Hair

Hair is one of the defining characteristics of mammals, but how much do you know about it? Get to know your hair a little better

Hair
image by Paul Lequay

Hair and fur are the same thing but the normal length of a hair is an individual and species-specific trait. So, across the breadth of mammals, there are many norms for hair length, or fur length. What’s really different is the pattern of where it grows. Your dog or cat is basically covered with hair, whereas humans tend to grow hair in a few selected places. And that’s one of the things that have changed through evolution in a number of mammal groups. Whales, for instance, are mammals, but they are nearly hairless.

Most evolutionary biologists believe that the evolution of hair is correlated with the evolution of endothermy, or warm bloodedness, that is the ability to produce internal body heat, and hair is a very good insulator. If you’re going to spend a lot of metabolic energy heating your body, its more efficient to hold on to that heat and not to lose it to the environment around you. So, having hair as a means of insulation is one of the theories as to why we have hair. Of course, there is no way for us to tell whether hair evolved first and then endothermy, or whether endothermy evolved and then somehow hair evolved.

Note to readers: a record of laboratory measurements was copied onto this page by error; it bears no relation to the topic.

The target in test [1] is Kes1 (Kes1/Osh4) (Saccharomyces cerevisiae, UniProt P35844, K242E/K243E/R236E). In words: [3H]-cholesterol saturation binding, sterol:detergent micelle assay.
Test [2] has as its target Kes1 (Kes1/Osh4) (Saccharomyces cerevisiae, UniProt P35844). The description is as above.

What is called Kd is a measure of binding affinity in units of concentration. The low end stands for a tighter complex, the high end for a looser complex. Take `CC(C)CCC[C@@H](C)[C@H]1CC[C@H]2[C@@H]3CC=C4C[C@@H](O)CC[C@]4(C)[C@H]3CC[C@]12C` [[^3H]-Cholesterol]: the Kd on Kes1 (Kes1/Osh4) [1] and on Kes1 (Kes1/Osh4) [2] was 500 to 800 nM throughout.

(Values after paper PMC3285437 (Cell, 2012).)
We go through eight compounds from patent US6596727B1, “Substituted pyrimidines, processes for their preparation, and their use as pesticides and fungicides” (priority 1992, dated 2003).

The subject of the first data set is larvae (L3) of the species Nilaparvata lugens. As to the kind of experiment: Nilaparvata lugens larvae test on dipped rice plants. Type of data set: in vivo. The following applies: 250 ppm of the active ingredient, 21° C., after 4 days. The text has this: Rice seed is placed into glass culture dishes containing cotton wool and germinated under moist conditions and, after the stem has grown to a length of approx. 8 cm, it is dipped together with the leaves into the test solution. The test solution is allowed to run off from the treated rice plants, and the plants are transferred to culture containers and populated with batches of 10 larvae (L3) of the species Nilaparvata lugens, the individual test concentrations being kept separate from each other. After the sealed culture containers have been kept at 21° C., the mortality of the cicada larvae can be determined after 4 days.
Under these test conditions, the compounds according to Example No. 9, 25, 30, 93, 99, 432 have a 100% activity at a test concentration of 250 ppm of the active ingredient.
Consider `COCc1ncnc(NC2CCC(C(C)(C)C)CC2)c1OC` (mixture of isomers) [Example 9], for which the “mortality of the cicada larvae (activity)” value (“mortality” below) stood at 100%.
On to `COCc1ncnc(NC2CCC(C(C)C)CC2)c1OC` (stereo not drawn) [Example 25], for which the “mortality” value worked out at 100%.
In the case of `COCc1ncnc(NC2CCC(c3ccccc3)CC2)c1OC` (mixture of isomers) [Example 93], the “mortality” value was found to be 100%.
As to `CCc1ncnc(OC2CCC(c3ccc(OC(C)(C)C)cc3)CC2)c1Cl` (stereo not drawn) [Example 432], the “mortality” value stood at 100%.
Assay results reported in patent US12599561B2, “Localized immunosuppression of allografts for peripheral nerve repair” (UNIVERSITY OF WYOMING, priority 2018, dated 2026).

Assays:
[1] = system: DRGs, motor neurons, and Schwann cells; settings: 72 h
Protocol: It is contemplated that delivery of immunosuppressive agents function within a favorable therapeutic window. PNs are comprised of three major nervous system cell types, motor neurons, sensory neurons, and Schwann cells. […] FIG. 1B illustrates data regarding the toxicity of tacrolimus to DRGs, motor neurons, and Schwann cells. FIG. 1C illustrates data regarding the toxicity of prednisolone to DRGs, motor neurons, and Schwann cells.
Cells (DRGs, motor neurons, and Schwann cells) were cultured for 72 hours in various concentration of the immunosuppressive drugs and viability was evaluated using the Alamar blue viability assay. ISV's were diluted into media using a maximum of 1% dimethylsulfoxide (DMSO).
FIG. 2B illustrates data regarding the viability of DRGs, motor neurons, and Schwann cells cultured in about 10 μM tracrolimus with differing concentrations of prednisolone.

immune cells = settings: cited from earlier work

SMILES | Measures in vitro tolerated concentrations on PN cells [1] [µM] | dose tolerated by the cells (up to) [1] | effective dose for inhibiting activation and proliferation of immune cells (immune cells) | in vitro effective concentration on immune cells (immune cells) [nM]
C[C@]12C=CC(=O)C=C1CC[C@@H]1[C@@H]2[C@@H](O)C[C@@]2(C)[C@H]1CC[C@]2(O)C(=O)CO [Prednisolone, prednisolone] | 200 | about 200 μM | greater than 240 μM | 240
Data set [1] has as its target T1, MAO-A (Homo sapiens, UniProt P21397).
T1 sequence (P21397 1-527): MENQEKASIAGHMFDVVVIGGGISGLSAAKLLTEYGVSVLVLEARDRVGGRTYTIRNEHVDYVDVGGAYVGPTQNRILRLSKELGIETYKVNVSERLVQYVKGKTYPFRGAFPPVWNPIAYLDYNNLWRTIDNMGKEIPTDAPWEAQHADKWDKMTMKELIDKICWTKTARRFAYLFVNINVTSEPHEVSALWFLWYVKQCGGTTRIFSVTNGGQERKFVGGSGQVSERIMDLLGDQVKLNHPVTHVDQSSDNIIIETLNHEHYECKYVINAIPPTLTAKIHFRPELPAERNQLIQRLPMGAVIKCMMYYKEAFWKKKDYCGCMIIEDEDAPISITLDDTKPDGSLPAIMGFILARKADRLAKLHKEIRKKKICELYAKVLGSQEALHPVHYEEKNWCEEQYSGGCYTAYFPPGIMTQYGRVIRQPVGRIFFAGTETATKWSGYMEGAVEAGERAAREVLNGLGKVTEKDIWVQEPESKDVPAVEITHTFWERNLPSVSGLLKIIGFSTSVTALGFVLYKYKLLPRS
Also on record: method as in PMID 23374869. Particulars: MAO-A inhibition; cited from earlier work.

Female horses, called mares, carry their young for approximately 11 months, and a young horse, called a foal, can stand and run shortly following birth. Most domesticated horses begin training under a saddle or in a harness between the ages of two and four. They reach full adult development by age five, and have an average lifespan of between 25 and 30 years. While most horses are domestic, others remain wild. Feral horses are the descendants of once-tame animals that have run free for generations.